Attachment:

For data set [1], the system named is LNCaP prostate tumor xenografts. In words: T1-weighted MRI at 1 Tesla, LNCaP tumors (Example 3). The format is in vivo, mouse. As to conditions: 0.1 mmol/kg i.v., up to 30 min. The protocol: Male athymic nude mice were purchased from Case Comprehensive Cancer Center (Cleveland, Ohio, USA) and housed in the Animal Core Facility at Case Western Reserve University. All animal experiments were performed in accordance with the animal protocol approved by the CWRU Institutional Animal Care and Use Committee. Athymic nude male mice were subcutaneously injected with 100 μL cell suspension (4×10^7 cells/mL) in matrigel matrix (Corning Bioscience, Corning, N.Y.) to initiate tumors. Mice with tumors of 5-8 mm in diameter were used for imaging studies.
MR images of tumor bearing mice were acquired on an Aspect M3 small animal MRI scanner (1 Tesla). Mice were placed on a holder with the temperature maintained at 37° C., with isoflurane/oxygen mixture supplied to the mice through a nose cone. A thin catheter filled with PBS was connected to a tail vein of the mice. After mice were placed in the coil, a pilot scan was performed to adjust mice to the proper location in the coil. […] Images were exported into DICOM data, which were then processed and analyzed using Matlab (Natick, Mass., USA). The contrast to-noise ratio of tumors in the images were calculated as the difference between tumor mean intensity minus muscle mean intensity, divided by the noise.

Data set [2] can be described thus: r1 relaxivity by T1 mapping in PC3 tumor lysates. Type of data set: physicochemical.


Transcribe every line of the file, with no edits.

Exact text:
For data set [1], the system named is LNCaP prostate tumor xenografts. In words: T1-weighted MRI at 1 Tesla, LNCaP tumors (Example 3). The format is in vivo, mouse. As to conditions: 0.1 mmol/kg i.v., up to 30 min. The protocol: Male athymic nude mice were purchased from Case Comprehensive Cancer Center (Cleveland, Ohio, USA) and housed in the Animal Core Facility at Case Western Reserve University. All animal experiments were performed in accordance with the animal protocol approved by the CWRU Institutional Animal Care and Use Committee. Athymic nude male mice were subcutaneously injected with 100 μL cell suspension (4×10^7 cells/mL) in matrigel matrix (Corning Bioscience, Corning, N.Y.) to initiate tumors. Mice with tumors of 5-8 mm in diameter were used for imaging studies.
MR images of tumor bearing mice were acquired on an Aspect M3 small animal MRI scanner (1 Tesla). Mice were placed on a holder with the temperature maintained at 37° C., with isoflurane/oxygen mixture supplied to the mice through a nose cone. A thin catheter filled with PBS was connected to a tail vein of the mice. After mice were placed in the coil, a pilot scan was performed to adjust mice to the proper location in the coil. […] Images were exported into DICOM data, which were then processed and analyzed using Matlab (Natick, Mass., USA). The contrast to-noise ratio of tumors in the images were calculated as the difference between tumor mean intensity minus muscle mean intensity, divided by the noise.

Data set [2] can be described thus: r1 relaxivity by T1 mapping in PC3 tumor lysates. Type of data set: physicochemical.